Category humor

Recent Art Combines with Earlier Creative Features on the Bikeway in Somerville

On an April walk along Somerville Community Path (or Bikeway), I stopped to enjoy some new discoveries and familiar favorites. In this post I begin with photos of the recent additions and then share older photos, plus links to supporting information in earlier posts or new resources. As always, I appreciate the reliable richness and intriguing changes on this path.

Art Raises Many Related Questions in Amazing Ways on the Boston Common: “What Do We Have in Common?” by Janet Zweig, now through October 24

Presented by NOW+THERE and Friends of the Public Garden, through wonderfully welcoming, attentive, versatile Guides.
I’ll post very quickly in case anyone who lives nearby can visit the Boston Common before this brief opportunity ends. I plan to return and post with more connections. Meanwhile here are a few photos from my first visit two days ago, with quotes from two informative rich resources: NOW+THERE and Friends of the Public Garden.

Wonders of Children’s Books Wait within the Solomon Gate, Designed by Höweler + Yoon Architecture

If you enter Harvard Yard from Quincy Street near its intersection with Massachusetts Avenue, watch for the rushing rabbit, grinning cat, top hat, and other small images in the tall black ironwork of the gate completed in December 2020. These might entice you to stop and look for more connections to “Alice in Wonderland” or to a world of children’s books.

Artists Myoung Ho Lee and B. Wurtz both Focus on Single Trees at deCordova Sculpture Park

Artists Myoung Ho Lee and B. Wurtz both focus carefully on single trees in these two samples from larger projects that reflect their own unique creative processes. Their artworks thrive on the trees and sky through seasonal or daily changes of their current settings in deCordova Sculpture Park. My iPhone photos here hint at those, while quotes give basic background. Links (in red) to intriguing resources reveal fascinating features of both artists’ approaches and results.

Panels from Significant Summer 2020 Extend Mystic River Mural and Affirm Hopes

In my July post about the Mystic River Mural Project, I was hopeful but not sure that the Summer 2020 project would work through all the complications of the pandemic. Now I can gladly share glimpses of the inspiring outcome with photos of the 2020 panels added this fall on Mystic Avenue. For context, read quotes with links to informative sources. Also note a new video that adds an enriching overview of the whole project.

Chris Frost Builds Two New Birdhouses for the Bikeway in Arlington before Taking Colony Down

After more than two years of winning devoted fans and welcoming many special guests, “Colony” created by Christopher and Basil Frost is due to depart before October ends. When I visited for an emotional last look, I was glad to find that two new birdhouses nearby were ready for first looks, both full of their own appeal and promise.

Colorful Characters Brighten Brine Tanks: Mural by Monique Aimee in Cambridge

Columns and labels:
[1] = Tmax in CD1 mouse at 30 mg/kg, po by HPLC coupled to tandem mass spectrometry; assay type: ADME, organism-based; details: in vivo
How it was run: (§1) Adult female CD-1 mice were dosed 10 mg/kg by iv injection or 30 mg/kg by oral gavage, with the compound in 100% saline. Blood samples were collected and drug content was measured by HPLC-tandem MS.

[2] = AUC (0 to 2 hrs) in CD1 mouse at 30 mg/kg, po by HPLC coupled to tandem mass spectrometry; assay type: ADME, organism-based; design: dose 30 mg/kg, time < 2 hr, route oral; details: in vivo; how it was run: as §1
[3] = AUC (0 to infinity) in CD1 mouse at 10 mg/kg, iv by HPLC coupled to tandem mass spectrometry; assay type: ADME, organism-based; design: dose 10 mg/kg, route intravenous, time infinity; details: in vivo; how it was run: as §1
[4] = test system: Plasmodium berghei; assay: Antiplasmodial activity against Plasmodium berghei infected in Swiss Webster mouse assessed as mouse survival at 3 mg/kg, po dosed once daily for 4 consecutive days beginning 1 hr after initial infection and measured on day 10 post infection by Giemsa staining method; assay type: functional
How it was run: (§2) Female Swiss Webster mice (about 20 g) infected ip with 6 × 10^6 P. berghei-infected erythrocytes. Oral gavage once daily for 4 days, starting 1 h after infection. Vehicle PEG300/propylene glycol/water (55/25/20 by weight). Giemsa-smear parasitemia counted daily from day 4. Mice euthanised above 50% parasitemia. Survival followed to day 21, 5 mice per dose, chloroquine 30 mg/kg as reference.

Selected and funded by Percent-for-Art program in Cambridge, Monique Aimee proposed, planned, and painted her mural on all sides of the four tall brine tanks along the lot for Saint Peter’s Field. She began near the end of June and finished near the end of August. My photos here come from a few visits there throughout the summer. The links should take you to videos and exciting photos of the work in progress on Monique Aimee’s Instagram site: https://www.instagram.com/moniqueaimee/ The quotes here should give background that lets you visit in person or online.

Animal Sculptures by Judy McKie and Jay Coogan Prove Patient, Purposeful and Playful

Judy McKie’s bronze cat benches and Jay Coogan’s aluminum dogs and cats were kept off location during extensive construction of Cambridge Public school and library properties where they had become favorite features. Soon after they returned ready to resume their roles, the closing of all schools and libraries in March 2020 cut short the opportunities for children and adults to interact with them again. Though I had found opportunities to admire and photograph these artful animals, I didn’t want to share the images until the sculptures could be part of daily life once more.

John Tagiuri’s Art Can Open Doors in Surprising Ways

The two giant paintbrush “door pulls” created by John Tagiuri for Maud Morgan Visual Arts in 2009 when the center first opened now must wait for a post-lockdown reopening, whenever that will be. Meanwhile my attention to these and other artworks outside the center pulled me into John Tagiuri’s website, which is rich in samples of his other projects, all displaying unique combinations of strong concepts with playful twists. From those, I located the towering endless-column lamps over the basketball court in Sennott Park, at Broadway, Cambridge.

Birdwatching Merges with Watching Art on Somerville Community Path

Walking Somerville Community Path from Willow Ave toward Grove Street (near Davis Square), watch for hints of nesting in Christopher Frost’ s “Annex” and note the wide-spread wings of the newly landed Raven in “a Free Range Sculpture Garden.”